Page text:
At first glance, it makes little sense to lend someone money and have to pay for the privilege. But Germany’s creditworthiness is so rock-solid that investors are willing to pay negative interest rates to own its bonds, and that’s unlikely to change, according to a senior finance official in the German government.
For most of 2017 the yield, or return on investment, for German Bunds, or bonds with a maturity of up to seven years, has been below zero. Incredibly, for two-year bonds, the yield has been stuck in negative territory since the summer of 2014. Currently, it is hovering around minus 0.76 percent.
Granted, as returns on German debt melted away, some demand from institutional investors also went south. But during the euro-debt crisis, jittery investors, seeking a safe haven, flocked to German bonds even as yields dipped below zero. The downward trend continued after March 2015, when the European Central Bank launched its regular purchases of euro-zone debt to jump-start economic growth in the region.
The Bundesbank, Germany’s central bank, is authorized to buy German debt under the ECB’s €2.55 trillion ($2.96 trillion) bond purchase program (and is, in fact, the biggest single buyer of Bunds). However, others invest in German debt for very different reasons, noted Carsten Lehr, co-head of the Finance Agency charged with selling and managing German government debt.
Central banks from countries bordering the euro zone, such as Switzerland, Russia or Denmark, have significantly increased their share of German government bonds in recent years, including ones with negative yields, Mr. Lehr told Handelsblatt. Asian central banks also stepped up their purchases of German debt to maintain their euro currency holdings.
“The Bundesbank won’t drop out as a buyer overnight.”
Mr. Lehr said he assumed some of these countries were buying euro bonds to prevent their currencies from appreciating too much, and to boost their exports. “Yields don’t matter in this respect,” he said. In this instance, German bonds are popular “because of their excellent creditworthiness and good tradability.”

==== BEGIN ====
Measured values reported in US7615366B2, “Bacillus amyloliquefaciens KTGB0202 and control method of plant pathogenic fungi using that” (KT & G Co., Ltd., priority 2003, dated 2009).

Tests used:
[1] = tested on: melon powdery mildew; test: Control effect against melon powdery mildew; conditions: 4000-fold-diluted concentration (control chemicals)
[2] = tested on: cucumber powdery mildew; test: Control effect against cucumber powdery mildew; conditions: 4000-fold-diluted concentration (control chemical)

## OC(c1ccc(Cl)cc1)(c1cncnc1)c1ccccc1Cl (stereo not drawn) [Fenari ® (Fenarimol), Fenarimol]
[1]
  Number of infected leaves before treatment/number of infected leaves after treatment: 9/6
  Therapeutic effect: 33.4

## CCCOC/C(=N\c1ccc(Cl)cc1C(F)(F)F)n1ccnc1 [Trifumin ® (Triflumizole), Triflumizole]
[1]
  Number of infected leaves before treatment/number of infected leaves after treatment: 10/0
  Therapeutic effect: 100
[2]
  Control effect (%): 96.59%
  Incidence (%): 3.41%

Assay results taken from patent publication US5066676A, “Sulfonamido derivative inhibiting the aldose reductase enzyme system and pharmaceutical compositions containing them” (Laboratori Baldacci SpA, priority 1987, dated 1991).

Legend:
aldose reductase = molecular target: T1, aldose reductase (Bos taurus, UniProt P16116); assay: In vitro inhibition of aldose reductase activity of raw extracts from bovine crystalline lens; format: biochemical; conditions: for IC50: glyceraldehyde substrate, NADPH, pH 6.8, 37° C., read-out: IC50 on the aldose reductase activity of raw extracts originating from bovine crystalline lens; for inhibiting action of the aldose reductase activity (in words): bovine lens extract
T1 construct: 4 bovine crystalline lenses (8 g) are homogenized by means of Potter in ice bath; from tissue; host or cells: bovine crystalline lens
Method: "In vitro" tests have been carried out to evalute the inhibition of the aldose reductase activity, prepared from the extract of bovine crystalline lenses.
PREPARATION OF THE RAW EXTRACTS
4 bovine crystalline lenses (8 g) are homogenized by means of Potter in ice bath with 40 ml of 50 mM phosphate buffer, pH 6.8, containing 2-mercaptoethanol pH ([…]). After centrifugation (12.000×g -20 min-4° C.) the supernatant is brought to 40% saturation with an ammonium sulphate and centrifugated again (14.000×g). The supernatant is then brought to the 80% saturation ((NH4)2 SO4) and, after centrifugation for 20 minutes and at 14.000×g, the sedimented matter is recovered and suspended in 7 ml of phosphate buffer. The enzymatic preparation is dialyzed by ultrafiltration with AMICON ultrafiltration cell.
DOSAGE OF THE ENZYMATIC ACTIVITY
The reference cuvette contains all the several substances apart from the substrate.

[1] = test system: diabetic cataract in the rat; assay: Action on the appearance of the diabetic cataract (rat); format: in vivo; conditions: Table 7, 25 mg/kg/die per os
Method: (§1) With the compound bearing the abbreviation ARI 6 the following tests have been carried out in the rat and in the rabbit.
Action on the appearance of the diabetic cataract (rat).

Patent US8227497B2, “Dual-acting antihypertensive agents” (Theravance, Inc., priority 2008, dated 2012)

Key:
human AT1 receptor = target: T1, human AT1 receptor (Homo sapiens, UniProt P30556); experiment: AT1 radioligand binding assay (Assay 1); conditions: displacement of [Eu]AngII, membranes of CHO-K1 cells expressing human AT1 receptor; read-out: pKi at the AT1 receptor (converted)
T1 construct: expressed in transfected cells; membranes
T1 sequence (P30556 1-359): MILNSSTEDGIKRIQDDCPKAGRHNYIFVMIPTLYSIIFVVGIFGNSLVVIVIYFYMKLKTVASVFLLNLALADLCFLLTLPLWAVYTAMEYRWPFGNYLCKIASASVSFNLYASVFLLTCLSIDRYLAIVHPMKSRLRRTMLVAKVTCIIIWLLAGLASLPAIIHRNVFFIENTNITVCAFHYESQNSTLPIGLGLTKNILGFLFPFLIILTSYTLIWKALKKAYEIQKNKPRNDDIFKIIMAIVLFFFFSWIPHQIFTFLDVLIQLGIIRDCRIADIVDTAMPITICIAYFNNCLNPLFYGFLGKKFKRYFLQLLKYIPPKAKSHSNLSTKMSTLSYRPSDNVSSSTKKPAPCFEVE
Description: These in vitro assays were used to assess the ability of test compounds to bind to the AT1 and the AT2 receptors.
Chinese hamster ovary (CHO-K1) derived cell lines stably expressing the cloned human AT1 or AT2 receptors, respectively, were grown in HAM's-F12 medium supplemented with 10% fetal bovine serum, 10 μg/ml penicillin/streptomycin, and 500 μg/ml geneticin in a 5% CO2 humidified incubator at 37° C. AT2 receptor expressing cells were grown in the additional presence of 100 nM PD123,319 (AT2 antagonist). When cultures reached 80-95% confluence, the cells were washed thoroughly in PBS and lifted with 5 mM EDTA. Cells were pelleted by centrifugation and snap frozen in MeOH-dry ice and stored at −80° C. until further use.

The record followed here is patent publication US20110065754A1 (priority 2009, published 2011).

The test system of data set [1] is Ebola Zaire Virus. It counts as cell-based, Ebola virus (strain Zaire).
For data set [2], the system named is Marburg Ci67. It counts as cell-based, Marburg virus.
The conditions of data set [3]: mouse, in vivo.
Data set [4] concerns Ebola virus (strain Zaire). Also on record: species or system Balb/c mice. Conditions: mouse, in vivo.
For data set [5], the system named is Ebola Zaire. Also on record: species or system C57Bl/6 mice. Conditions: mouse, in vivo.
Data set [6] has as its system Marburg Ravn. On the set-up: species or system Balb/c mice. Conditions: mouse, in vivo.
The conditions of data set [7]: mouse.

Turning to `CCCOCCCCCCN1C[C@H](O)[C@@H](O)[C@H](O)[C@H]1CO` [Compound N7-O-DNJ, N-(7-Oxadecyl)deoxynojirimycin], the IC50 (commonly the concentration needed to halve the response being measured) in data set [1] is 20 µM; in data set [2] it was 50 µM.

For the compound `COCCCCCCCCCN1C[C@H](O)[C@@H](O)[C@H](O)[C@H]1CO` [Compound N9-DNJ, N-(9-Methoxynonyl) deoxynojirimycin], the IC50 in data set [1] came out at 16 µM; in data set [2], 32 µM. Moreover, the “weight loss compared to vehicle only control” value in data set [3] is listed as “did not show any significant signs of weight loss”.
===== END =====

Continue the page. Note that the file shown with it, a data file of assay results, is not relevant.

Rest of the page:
The official said trading in German federal bonds increased to €2.6 billion in the first half of 2017 – a steep 20 percent rise over the like period in any of the previous three years. He said he wasn’t worried about the upcoming reduction in ECB bond-buying. Last month, the central bank announced that starting in January, it would halve its monthly purchases of these euro-zone securities to €30 billion.
“We had enough demand for federal securities before the Bundesbank bought bonds on behalf of the ECB,” he said. “Besides, the Bundesbank won’t drop out as a buyer overnight.”
He also referred to the ECB’s decision, announced last month, that it would extend its bond purchases by nine months to September 2018 and would likely reinvest the money from maturing government bonds into federal debt. Although dwarfed by the ECB’s ongoing stimulus program, the amount of reinvestment will still be considerable. “In the coming years it will be between €30 and 40 billion per year,” Mr. Lehr said.
Germany’s refinancing costs are likely to remain low thanks to the ECB’s enduring low-interest rate policy, but also because the Finance Agency’s bond portfolio gives it ample room to maneuver, he said. “We have many higher-interest bonds in our portfolio which will mature over time,” noted the 52-year-old, who will leave his post at the end of the year. “We can refinance those with lower interest rates. So in the foreseeable future, we don’t expect significantly higher interest costs for the entire portfolio.”
He said the ECB’s decision to scale back its bond purchases wouldn’t trigger unrest in bond markets. “On the contrary, most investors want interest rates to gradually rise again and the market to find its way back to normal,” Mr. Lehr said. That particularly applies to large companies and pension funds that pay attention to yields, and which are buying fewer federal bonds than they used to.
Andrea Cünnen covers the bond markets for Handelsblatt. David Crossland and Jeremy Gray adapted this story for Handelsblatt Global. To contact the author: firstname.lastname@example.org.